The Mashhad al-Muhassin, also known as Mashhad al-Dikka, was first constructed in 962/351 AH by Sayf al-Dawla, is the earliest known Shi'i shrine in Aleppo. It is located on the slope of Jabal Jawshan, a hill in the western part of Aleppo in what was once the medieval city's surrounding hinterland.
Nothing remains of the original structure attributed to Sayf al-Dawla, and over the course of its life, the complex went through many expansions and construction phases spanning almost three decades. Today one enters the complex from a modern stair ascending from the streets below to the east side of the complex. At the top of the stair is a platform onto which the eastern facade of the building opens. On the southern side of this facade is an inscription plaque mentioning Nur al-Din Mahmud ibn Zangi and the date 1146/541 AH. It is unclear what this inscription refers to, or whether it was originally part of this section of the building.1 On the north side of the facade is a large entrance portal taking the form of a recessed iwan vaulted with muqarnas. This portal bears an inscription plaque dating it to 1197-1198/594.2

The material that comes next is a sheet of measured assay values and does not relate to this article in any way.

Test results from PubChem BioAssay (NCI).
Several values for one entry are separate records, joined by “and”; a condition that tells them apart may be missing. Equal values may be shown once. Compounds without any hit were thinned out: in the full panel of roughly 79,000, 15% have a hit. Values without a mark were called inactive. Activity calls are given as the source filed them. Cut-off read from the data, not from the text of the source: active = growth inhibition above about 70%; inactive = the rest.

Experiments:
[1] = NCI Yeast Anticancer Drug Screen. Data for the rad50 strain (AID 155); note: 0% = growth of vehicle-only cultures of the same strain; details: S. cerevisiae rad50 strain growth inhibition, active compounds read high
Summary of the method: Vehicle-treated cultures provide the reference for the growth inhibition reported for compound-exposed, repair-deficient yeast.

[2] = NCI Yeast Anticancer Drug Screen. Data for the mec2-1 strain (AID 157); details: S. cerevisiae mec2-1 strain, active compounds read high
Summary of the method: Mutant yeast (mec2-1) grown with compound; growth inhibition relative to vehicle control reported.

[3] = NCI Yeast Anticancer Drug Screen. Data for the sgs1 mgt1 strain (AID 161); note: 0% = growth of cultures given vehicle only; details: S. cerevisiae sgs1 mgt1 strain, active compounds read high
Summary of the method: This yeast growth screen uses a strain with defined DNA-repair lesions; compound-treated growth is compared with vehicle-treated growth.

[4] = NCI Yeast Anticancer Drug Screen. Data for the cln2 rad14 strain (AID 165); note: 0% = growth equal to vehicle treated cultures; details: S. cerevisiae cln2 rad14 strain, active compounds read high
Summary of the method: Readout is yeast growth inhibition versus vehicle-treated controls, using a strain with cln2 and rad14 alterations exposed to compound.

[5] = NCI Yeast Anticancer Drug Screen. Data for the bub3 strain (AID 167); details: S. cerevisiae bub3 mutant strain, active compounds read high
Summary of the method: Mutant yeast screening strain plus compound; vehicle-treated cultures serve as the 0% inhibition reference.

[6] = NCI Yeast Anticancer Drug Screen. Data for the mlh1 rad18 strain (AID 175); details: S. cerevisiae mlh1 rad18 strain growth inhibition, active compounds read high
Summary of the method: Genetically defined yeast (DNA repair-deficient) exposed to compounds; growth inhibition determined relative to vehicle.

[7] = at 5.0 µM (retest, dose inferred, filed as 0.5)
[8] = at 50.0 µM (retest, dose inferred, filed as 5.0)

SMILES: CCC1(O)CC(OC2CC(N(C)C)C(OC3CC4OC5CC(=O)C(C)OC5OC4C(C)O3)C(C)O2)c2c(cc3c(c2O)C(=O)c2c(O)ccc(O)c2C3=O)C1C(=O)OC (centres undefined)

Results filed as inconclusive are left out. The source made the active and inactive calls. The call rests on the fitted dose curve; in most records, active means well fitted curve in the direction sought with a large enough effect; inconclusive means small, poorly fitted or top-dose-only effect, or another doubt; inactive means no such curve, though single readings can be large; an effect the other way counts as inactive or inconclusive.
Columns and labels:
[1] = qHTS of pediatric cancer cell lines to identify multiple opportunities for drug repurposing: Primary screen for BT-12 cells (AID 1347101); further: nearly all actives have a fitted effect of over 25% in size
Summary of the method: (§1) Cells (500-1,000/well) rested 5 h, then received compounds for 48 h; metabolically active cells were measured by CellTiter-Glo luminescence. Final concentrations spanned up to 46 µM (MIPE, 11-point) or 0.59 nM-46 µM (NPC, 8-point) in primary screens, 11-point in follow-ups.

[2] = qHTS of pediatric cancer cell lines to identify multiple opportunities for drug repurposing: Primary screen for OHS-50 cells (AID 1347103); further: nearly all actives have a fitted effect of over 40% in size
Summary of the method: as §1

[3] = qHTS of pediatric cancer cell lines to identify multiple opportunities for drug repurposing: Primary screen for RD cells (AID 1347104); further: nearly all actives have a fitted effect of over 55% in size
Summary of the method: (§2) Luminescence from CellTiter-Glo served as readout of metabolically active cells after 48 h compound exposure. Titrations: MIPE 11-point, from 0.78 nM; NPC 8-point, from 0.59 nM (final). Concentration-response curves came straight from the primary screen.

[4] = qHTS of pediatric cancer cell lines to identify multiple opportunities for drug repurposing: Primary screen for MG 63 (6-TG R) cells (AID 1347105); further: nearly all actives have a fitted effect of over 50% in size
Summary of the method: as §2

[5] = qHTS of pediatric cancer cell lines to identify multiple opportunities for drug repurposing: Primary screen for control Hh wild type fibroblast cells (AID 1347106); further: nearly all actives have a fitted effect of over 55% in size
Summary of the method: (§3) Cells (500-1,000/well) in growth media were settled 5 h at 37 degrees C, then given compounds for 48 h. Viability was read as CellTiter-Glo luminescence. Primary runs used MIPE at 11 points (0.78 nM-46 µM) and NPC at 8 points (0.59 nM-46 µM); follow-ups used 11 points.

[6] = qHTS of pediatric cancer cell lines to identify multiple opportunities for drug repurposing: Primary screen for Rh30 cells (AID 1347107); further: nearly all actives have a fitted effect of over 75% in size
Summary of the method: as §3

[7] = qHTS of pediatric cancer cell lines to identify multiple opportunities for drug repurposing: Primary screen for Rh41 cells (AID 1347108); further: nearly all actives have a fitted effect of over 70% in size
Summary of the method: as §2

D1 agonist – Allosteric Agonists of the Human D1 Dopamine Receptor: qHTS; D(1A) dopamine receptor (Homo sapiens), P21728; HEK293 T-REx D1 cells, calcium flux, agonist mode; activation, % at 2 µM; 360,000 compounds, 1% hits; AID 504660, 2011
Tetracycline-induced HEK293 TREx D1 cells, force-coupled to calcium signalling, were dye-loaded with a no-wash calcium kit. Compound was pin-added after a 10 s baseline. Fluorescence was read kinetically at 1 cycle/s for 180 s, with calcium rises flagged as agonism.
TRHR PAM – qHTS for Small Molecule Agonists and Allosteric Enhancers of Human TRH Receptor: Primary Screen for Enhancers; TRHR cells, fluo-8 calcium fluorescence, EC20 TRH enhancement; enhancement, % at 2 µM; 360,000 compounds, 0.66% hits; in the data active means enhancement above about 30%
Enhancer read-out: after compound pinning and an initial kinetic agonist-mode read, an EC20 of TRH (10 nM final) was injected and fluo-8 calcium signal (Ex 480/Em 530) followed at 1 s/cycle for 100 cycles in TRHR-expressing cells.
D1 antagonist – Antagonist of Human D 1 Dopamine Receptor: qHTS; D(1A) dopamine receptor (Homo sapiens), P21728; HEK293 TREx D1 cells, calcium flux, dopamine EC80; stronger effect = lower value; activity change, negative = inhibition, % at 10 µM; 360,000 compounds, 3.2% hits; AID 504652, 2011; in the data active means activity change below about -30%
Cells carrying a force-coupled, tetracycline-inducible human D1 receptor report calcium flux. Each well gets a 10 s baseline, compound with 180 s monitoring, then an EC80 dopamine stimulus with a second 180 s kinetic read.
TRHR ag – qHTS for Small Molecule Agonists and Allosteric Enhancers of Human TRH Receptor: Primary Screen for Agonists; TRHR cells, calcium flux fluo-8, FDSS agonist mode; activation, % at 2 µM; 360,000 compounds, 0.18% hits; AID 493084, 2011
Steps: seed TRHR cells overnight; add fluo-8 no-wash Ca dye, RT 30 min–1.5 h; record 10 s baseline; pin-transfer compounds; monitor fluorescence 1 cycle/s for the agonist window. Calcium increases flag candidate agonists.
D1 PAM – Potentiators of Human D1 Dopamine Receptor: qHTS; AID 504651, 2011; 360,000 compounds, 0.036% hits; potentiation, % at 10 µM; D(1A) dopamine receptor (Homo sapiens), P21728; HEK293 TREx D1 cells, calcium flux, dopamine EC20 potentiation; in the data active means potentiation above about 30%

Entering the portal, one emerges onto a rectangular courtyard. On the south side is a prayer hall formed from three domed bays, the central bay before the mihrab embellished with muqarnas at the springing of the vault. On the southeastern side is the mausoleum, which consists of a smaller domed anteroom and a larger domed tomb chamber. The date of the tomb chamber is currently uncertain. The prayer hall was at least partially reconstructed in the first decades of the thirteenth century during the reigns of Ayyubid sultans al-Malik al-Zahir Ghazi (r. 1173-1216/568-613 AH) and al-Malik al-Aziz (1216-1237/613-634 AH), as evidenced by inscriptions bearing the names of those two rulers.
Allen, Terry. "Mashhad al-Muhassin". In Ayyubid Architecture
. Occidental, CA: Solipsist Press, 2003. http://www.sonic.net/~tallen/palmtree/ayyarch/ch4.htm
[Accessed August 2, 2005]
Herzfeld, Ernst. Matériaux pour un Corpus inscriptionum arabicarum. Part 2: Syrie du nord. Inscriptions et monuments d’Alep, vol. 1, pt. 1, pp. 193-201. 2 vols. in 3 parts. Cairo: Institut Francais d'archéologie orientale, 1954-1956.
Tabbaa, Yasser. Constructions of Power and Piety in Medieval Aleppo, 109-110. University Park, PA: The Pennsylvania State University Press, 1997.
Rihawi, Abdul Qader. Arabic Islamic Architecture in Syria, 140. Damascus: Ministry of Culture and National Heritage, 1979.